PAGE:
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How to save each worksheet with a name containing a specific character string as a new workbook?

This is a pretty specific question.  I use a workbook that contains a large number of worksheets.  Most of the worksheets are named "Profile1," "Profile2," and so on - all with names containing the word "profile"

If I make minor edits to one worksheet, all the "profile" worksheets update simultaneously. I need to regularly export each of the "profile" worksheets to new, separate workbook files - one worksheet for each new workbook.  So, each worksheet with a name containing the character string "profile" would need to be exported/saved as a workbook, while the other worksheets would not need to be exported.

And, preferably, each new workbook would be named according to the text contained in cell A1 of the worksheet being exported.

Thank you for your assistance!
Microsoft ExcelVisual Basic ClassicVB Script

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Rob Brockett
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Rob Brockett
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Thank you! I slightly modified it to get it to work...

Option Explicit

Sub Copy_Every_Sheet_To_New_Workbook()
'24/05/2012, RB: sourced & modified from http://www.rondebruin.nl/copy6.htm
'Working in 97-2010
Dim FileExtStr As String
Dim FileFormatNum As Long
Dim Sourcewb As Workbook
Dim Destwb As Workbook
Dim sh As Worksheet
Dim FolderName As String

    With Application
        .ScreenUpdating = False
        .EnableEvents = False
        .Calculation = xlCalculationManual
    End With

    'Copy every sheet from the workbook with this macro
    Set Sourcewb = ThisWorkbook

    FolderName = Sourcewb.Path & Application.PathSeparator

    'Copy every visible sheet to a new workbook
    For Each sh In Sourcewb.Worksheets

        'If the sheet contains "profile" in its name then copy it to a new workbook
        If InStr(sh.Name, "Profile") Then

            'Set Destwb to the new workbook
            Set Destwb = ActiveWorkbook

            'Determine the Excel version and file extension/format
            With Destwb
                If Val(Application.Version) < 12 Then
                    'You use Excel 97-2003
                    FileExtStr = ".xls": FileFormatNum = -4143
                    'You use Excel 2007-2010
                    If Sourcewb.Name = .Name Then
                        MsgBox "Your answer is NO in the security dialog"
                        GoTo GoToNextSheet
                        Select Case Sourcewb.FileFormat
                            Case 51: FileExtStr = ".xlsx": FileFormatNum = 51
                            Case 52:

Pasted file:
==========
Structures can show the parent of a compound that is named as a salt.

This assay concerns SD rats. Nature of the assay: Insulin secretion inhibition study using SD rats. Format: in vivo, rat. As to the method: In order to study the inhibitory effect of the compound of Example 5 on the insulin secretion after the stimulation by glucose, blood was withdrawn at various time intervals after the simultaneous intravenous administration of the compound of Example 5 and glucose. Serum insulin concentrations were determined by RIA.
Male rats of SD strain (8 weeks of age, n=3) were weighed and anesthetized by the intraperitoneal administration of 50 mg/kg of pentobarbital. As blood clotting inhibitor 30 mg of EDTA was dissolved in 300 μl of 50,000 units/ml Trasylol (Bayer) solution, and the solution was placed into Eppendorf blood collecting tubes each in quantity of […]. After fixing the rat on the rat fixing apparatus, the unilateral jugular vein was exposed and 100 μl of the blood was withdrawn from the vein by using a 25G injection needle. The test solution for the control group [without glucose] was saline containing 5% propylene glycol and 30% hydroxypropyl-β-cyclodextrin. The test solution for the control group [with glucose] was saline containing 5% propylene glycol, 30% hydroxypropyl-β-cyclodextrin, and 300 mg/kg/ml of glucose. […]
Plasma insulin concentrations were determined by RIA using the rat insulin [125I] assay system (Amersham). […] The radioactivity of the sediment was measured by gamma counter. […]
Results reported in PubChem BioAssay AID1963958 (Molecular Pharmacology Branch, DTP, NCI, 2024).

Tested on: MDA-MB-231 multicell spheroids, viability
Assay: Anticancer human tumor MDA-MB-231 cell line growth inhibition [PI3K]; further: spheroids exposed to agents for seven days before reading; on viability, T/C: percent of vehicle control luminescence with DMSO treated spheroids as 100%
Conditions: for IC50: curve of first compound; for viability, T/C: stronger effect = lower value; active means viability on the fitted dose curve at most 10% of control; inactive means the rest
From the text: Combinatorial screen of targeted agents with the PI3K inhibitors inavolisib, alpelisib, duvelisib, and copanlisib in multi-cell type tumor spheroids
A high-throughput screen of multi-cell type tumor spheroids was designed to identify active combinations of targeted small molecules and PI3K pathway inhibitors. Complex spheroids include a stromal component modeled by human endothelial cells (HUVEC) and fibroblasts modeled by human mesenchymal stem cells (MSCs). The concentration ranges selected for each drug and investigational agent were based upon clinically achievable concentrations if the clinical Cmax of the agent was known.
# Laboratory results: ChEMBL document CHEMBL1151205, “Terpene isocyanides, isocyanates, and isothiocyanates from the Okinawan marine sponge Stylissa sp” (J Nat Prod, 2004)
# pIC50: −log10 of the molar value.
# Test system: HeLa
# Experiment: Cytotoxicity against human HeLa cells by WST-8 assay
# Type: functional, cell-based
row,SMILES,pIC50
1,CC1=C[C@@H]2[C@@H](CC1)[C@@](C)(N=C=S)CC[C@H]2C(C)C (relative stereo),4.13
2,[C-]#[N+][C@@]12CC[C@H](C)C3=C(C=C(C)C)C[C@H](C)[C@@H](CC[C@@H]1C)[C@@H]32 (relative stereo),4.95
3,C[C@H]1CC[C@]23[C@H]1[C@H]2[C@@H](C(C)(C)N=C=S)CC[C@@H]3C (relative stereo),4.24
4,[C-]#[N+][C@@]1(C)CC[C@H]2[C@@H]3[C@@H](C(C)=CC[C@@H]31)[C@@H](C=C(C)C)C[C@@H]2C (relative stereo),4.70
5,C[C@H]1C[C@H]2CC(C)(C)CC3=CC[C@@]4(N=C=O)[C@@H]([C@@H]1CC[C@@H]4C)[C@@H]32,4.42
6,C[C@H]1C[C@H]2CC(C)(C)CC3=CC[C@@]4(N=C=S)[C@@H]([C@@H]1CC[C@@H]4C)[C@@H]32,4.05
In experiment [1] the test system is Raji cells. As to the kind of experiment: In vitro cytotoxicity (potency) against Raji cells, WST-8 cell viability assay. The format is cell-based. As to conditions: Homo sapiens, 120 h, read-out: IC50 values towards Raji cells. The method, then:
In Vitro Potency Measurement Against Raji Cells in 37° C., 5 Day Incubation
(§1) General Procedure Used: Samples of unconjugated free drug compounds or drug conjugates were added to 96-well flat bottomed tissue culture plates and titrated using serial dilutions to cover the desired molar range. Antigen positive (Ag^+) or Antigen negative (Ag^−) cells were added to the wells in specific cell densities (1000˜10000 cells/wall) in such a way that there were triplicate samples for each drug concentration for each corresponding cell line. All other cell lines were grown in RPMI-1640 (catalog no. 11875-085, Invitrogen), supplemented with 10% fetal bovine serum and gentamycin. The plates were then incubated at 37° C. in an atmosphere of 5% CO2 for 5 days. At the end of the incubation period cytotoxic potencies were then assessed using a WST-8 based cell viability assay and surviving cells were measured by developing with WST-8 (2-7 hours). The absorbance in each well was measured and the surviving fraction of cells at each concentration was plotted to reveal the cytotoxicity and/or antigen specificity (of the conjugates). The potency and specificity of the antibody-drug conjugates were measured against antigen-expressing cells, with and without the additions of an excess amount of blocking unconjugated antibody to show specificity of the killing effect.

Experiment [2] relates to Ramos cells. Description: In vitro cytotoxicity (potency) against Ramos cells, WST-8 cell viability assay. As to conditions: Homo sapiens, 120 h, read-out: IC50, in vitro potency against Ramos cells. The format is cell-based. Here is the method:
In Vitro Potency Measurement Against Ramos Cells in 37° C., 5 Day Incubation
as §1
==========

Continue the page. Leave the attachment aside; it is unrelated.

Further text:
If .HasVBProject Then
                                    FileExtStr = ".xlsm": FileFormatNum = 52
                                    FileExtStr = ".xlsx": FileFormatNum = 51
                                End If
                            Case 56: FileExtStr = ".xls": FileFormatNum = 56
                            Case Else: FileExtStr = ".xlsb": FileFormatNum = 50
                        End Select
                    End If
                End If
                'Save the new workbook and close it
                .SaveAs FolderName  _
                        & Destwb.Sheets(1).Range("a1").Value & FileExtStr, _
                .Close False
            End With

        End If
    Next sh

    MsgBox "You can find the files in " & FolderName

    With Application
        .ScreenUpdating = True
        .EnableEvents = True
        .Calculation = xlCalculationAutomatic
    End With
    Set Sourcewb = Nothing
    Set Destwb = Nothing
End Sub
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Rob Brockett
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Ooopps, that's a bit of a shocker, I should have tested the code - esp as I often mess up the order of the arguments of the Instr function.

Oh well, I'm pleased I could point you in the right direction :-)

Visual Basic Classic
Visual Basic Classic

Visual Basic is Microsoft’s event-driven programming language and integrated development environment (IDE) for its Component Object Model (COM) programming model. It is relatively easy to learn and use because of its graphical development features and BASIC heritage. It has been replaced with VB.NET, and is very similar to VBA (Visual Basic for Applications), the programming language for the Microsoft Office product line.

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